Before the coronavirus (covid-19) health emergency began worldwide, the ton of cocoa for export was quoted at $ 2,940. Now with measures to mitigate the infection, the price of the Ecuadorian product reaches $ 2,230. In other words, the crisis caused a loss of $ 700 for each ton of cocoa.
The damage, according to Francisco Miranda, president of the National Association of Cocoa Exporters (Anecacao), is directly for the farmers who lose $ 40 for every quintal when marketing the fruit.
“Let us remember that cocoa is the export crop with the largest number of farmers in all of Ecuador, even above flowers and bananas. We have more than 240,000 families who depend on the cocoa chain and for whom this decrease in price has them in collapse, “warned Miranda.
In addition, the demand for the product fell, explains Julio Zambrano, general manager of Cofina SA (National Fine Chocolates). ” Buyers abroad have asked us not to ship yet ,” he said.
At the local level, there was also a reduction in customers due to transport restrictions in the provinces and curfew schedules in the country.
However, this is not the only difficulty that must be overcome in the sector. Also added is the absence of staff who, due to their health care, must miss their work, explains Zambrano. “ We have had to rotate or modify shifts so as not to stop 100%. Although we are operating at about 55% of our capacity, “he added.
As another point against they cite ignorance of local authorities or lack of coordination between the Central Government and the Autonomous Decentralized Governments (GAD).
Miranda denounced that in recent weeks, many GAD closed the collection centers that are commonly used by cocoa intermediaries, “ who are the ones who interact with farmers . This cuts off the flow of the product to the city and in turn stops the flow of money back to the countryside, ”he said.
This lack of coordination also caused exporters to notify the arrest of their workers for complying with the transport of cocoa, in addition to farmers arrested for selling the product, closing businesses and fines. For cocoa farmers, it is essential that the State take care of the production chain that enters its high phase in April.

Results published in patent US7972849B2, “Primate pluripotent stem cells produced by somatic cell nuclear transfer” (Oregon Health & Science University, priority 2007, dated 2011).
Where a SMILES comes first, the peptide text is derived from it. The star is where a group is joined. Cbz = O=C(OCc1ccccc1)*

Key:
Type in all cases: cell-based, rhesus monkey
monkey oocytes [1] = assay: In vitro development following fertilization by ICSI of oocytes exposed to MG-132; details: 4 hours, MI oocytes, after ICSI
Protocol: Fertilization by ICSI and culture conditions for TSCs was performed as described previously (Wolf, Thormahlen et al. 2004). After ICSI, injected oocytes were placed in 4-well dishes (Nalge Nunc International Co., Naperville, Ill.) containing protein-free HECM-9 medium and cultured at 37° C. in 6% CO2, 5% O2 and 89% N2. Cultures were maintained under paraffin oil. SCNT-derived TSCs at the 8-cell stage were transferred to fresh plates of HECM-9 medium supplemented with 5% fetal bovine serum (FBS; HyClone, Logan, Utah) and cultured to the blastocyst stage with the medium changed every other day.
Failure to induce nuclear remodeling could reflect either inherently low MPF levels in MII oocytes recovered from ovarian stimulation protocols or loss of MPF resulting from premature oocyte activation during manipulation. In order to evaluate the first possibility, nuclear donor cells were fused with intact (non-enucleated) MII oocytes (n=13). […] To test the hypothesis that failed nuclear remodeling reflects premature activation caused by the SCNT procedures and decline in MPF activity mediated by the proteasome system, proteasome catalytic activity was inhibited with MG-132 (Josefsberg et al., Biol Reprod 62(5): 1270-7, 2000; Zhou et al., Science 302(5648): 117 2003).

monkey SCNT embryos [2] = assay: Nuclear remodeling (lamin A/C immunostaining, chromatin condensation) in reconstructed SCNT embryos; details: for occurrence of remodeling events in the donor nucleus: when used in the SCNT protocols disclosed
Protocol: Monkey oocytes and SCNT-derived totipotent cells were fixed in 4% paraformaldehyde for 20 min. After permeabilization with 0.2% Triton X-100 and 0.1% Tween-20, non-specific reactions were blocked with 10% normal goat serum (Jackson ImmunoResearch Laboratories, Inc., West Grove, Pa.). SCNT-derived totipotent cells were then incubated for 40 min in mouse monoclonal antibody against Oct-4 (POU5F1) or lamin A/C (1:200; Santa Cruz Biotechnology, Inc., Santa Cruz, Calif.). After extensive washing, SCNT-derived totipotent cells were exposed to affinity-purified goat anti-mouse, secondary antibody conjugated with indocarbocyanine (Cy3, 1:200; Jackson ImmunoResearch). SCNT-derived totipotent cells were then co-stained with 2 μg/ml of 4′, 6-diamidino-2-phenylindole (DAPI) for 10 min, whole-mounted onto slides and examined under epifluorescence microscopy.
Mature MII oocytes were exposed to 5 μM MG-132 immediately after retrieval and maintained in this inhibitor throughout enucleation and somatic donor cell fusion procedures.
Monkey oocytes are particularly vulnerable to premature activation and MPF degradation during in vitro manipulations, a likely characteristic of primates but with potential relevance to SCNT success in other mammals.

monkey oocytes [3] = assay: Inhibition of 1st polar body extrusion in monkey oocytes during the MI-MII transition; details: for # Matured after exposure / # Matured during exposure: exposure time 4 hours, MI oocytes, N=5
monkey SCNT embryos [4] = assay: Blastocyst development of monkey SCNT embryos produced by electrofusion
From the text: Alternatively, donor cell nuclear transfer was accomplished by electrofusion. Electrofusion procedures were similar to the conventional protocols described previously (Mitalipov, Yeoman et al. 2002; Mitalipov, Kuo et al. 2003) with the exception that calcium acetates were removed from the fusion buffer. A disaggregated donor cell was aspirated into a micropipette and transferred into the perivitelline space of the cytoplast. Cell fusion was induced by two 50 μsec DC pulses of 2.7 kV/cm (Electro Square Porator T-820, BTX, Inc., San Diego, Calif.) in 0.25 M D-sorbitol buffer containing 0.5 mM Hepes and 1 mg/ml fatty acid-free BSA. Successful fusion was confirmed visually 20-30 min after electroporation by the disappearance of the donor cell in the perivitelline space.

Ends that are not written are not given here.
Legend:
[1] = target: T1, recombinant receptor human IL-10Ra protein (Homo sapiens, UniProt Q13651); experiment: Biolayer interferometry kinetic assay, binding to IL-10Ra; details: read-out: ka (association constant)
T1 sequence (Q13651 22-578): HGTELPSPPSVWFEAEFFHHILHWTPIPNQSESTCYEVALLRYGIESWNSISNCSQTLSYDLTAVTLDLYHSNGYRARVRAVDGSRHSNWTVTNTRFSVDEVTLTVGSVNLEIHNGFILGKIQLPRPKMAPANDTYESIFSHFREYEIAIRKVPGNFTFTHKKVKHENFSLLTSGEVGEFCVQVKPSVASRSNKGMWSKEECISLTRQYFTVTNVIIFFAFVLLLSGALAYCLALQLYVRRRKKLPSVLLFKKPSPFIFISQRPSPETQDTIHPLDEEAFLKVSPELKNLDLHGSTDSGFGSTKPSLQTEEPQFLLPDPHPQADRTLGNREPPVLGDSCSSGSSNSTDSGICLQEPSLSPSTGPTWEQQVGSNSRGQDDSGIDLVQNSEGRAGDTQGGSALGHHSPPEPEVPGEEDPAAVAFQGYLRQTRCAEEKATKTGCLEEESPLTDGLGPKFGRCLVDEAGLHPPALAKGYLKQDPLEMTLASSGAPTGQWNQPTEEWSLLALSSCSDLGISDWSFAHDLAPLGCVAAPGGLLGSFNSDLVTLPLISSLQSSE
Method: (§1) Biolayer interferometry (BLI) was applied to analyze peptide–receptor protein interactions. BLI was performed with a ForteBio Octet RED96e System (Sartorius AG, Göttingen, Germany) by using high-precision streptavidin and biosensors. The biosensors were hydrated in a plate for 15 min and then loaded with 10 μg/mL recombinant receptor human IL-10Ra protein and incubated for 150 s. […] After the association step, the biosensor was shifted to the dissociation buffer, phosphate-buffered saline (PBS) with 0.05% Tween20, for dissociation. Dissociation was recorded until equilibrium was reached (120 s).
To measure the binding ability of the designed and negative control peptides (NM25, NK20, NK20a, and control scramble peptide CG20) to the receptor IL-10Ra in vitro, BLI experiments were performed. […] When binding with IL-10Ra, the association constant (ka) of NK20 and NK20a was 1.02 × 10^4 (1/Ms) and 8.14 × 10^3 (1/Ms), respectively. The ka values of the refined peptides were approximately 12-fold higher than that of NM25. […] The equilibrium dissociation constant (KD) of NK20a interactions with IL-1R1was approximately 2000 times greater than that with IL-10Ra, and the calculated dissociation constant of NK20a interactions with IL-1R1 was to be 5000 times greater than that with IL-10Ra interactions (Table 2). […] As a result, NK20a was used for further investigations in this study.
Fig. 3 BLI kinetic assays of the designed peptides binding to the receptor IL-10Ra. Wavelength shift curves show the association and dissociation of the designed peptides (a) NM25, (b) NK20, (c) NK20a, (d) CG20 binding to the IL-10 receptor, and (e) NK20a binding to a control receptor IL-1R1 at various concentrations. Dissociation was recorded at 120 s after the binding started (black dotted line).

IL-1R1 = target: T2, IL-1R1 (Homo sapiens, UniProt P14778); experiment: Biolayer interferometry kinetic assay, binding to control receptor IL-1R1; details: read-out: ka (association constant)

If not for the crisis, the sector could continue its growth. Between 2018 and 2019, cocoa exports increased by $ 86.4 million, from $ 594.4 million in the 2018 sale to $ 680.8 million in 2019. The profit corresponds to the growth of 33,338 tons (see infographic) .
Despite the difficulties, the sector continues with the commercialization and export work. “Although transnational or international companies have closed their operations, Ecuadorian exporting companies are operating at 100% of capacity, ” added Miranda.
Although Ecuador and almost all countries worldwide are facing the crisis, Juan Pablo Zúñiga, general manager of Exportadora e Importadora A y J SA, adds that the ideal is for the emergency to take as little time as possible so that cocoa is not damaged. “If the cocoa receives the due process of fermentation and drying, it can remain two or three months as long as it has the correct storage, ” he indicated.
Against this background, international firms are preventing payments from being made with the same dynamism as before the crisis.
For this reason, the union requested that the State promote the requirement for the financial sector to grant terms to the credit responsibilities of cocoa farmers so that they can continue operating and marketing.
Instead, they asked the public bank to inject resources that will be used for the commercial area of the product. “We need economic resources to reach farmers. And so too, that the product reaches us, “said Miranda.
On the other hand, in the competition that corresponds to the Executive, they affirmed that the will to delay the payment of income tax and the support to continue exports, will allow the sector to maintain dynamism and, with this, it can give way to money transfers entering the country for both farmers and workers. (I)
Industries apply sanitary standards to export
The Ministry of Production, Foreign Trade, Investments and Fisheries reported that Ecuador continues to export, despite the health emergency. For this, it complies with biosecurity and safety standards that the international market demands. For example, disinfection arches and antiseptic products are applied in the cleaning and purification of containers that enter the country, as well as those that go abroad. The production and export chains comply with biosecurity measures both for workers and for production itself: for example, the industries of fish products, shrimp, bananas, canned fruits and vegetables have not stopped during these days.
Regulatory agencies are doing controls and delivering phytosanitary export certifications . (I)